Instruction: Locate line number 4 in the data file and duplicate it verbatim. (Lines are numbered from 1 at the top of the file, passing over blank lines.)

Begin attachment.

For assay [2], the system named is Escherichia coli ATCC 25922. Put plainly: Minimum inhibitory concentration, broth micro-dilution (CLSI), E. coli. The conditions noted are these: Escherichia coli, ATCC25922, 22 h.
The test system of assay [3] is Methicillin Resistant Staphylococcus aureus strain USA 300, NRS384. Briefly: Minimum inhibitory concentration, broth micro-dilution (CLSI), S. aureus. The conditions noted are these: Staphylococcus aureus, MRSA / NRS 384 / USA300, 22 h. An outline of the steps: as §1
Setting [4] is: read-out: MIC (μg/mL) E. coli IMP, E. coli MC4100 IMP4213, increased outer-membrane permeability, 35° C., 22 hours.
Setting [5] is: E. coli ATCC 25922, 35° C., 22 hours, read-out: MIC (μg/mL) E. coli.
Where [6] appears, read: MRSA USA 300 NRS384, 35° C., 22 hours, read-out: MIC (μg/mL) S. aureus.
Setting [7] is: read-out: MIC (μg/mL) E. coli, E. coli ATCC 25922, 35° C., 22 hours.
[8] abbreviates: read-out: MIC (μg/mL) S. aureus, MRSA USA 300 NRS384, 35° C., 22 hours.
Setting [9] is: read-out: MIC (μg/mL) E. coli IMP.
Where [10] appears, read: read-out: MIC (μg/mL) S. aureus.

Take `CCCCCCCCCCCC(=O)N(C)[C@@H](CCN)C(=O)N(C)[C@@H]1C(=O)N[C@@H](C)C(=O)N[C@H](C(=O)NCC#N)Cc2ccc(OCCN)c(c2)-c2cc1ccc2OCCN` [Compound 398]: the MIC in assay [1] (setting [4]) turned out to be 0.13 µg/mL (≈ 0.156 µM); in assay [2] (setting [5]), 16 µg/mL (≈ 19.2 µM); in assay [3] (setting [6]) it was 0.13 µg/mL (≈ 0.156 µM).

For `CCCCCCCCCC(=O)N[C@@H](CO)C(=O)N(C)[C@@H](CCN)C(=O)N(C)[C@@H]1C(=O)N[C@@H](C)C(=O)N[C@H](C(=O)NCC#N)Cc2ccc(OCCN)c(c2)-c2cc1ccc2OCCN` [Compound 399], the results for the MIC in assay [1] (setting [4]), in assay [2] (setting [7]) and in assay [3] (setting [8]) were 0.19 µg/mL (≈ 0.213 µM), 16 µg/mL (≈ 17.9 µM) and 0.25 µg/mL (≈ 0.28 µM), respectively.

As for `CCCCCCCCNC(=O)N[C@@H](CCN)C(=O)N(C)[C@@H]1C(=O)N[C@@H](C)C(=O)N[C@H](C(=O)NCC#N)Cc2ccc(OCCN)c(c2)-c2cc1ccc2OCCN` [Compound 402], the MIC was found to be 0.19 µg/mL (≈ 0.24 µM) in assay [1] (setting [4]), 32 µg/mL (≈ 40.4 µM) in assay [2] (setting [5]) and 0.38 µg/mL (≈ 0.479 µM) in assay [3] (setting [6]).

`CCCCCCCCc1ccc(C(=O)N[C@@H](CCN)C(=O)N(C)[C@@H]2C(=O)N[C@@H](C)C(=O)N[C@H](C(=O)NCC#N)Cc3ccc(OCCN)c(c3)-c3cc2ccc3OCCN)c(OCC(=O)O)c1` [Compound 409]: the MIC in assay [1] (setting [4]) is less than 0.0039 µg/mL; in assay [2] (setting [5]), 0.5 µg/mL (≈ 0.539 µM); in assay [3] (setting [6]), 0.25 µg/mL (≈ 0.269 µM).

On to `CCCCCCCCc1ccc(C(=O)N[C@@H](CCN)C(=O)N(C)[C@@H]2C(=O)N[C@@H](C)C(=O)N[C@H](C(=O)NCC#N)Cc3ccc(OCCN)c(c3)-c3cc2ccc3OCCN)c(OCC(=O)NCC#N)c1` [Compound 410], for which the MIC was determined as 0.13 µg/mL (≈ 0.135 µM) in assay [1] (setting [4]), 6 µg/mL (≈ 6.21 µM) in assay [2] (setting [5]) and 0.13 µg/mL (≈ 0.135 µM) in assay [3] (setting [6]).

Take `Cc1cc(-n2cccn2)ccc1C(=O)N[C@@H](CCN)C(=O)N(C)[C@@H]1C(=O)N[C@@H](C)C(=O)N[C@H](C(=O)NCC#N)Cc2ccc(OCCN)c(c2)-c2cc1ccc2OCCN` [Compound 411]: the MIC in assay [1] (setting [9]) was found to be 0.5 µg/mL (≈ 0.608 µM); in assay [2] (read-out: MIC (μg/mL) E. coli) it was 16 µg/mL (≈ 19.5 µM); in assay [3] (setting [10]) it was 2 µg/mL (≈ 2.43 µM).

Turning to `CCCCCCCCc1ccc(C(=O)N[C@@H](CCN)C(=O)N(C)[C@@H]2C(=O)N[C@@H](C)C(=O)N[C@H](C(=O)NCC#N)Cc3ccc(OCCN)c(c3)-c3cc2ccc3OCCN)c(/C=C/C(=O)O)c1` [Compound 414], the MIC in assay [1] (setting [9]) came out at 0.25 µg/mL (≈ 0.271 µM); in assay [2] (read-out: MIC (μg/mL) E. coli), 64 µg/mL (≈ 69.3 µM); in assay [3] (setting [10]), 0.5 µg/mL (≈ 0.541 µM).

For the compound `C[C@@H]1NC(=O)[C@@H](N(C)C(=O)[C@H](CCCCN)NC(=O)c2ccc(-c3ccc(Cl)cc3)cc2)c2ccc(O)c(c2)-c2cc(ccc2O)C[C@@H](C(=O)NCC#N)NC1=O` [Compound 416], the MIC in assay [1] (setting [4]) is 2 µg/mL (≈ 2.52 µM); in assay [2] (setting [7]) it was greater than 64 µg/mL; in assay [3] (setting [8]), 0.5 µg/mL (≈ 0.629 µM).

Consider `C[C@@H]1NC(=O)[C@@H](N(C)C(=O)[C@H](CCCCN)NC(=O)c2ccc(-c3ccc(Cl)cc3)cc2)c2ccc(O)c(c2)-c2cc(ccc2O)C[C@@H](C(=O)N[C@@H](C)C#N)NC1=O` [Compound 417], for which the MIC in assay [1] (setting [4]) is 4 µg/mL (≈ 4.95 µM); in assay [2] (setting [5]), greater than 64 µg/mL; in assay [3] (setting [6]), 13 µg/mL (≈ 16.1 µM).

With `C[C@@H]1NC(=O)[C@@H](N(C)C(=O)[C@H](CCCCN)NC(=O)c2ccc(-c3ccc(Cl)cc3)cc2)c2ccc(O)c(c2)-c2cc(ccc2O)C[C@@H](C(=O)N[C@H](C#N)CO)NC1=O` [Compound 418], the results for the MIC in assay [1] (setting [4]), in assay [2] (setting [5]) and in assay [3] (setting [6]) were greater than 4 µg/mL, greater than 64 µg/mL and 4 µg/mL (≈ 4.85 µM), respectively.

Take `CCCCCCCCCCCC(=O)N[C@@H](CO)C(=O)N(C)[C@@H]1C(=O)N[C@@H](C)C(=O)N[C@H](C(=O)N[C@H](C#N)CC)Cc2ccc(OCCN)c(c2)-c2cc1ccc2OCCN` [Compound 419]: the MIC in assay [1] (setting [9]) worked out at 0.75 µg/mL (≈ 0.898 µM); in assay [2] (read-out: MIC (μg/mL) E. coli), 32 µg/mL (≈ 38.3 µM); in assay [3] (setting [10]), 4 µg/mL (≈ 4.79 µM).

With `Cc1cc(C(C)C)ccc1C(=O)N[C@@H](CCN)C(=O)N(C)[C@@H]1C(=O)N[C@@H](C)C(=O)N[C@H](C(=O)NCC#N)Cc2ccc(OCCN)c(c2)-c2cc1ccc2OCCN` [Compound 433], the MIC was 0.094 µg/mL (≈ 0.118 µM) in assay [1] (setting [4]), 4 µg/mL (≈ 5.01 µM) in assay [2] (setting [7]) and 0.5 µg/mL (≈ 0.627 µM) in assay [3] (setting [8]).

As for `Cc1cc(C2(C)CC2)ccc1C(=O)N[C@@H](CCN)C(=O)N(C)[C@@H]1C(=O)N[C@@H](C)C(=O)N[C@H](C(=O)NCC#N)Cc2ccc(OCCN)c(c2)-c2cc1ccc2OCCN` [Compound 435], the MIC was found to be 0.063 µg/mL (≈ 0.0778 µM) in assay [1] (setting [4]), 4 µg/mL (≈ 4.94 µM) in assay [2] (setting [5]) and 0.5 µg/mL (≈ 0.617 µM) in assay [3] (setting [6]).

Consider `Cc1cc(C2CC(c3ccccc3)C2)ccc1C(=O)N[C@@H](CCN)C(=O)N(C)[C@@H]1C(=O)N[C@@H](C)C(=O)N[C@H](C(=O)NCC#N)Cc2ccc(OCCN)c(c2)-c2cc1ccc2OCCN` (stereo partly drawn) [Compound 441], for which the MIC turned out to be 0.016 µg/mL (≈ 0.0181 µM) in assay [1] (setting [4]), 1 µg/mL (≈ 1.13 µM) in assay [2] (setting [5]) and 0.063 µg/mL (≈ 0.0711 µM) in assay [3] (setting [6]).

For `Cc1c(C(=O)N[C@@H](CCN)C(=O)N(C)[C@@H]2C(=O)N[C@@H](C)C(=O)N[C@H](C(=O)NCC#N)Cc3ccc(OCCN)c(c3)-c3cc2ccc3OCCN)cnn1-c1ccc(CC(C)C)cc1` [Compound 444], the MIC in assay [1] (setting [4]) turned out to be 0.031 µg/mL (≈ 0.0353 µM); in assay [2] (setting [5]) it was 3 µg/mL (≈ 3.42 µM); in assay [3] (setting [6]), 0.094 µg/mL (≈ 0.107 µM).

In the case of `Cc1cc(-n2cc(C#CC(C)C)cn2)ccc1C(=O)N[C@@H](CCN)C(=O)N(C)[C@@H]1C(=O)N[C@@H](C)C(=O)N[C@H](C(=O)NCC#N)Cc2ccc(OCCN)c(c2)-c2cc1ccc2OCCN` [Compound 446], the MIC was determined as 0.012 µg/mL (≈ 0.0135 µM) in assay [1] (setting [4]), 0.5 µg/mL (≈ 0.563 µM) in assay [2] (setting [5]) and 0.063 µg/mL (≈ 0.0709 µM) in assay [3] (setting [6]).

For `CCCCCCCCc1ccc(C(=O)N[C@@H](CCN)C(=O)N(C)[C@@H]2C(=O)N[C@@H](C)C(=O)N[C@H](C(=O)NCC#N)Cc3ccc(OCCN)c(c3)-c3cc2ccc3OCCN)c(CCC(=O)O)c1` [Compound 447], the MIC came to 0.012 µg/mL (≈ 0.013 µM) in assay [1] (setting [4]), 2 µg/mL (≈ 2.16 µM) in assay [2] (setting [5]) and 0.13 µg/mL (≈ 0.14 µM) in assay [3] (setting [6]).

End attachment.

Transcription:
Setting [5] is: E. coli ATCC 25922, 35° C., 22 hours, read-out: MIC (μg/mL) E. coli.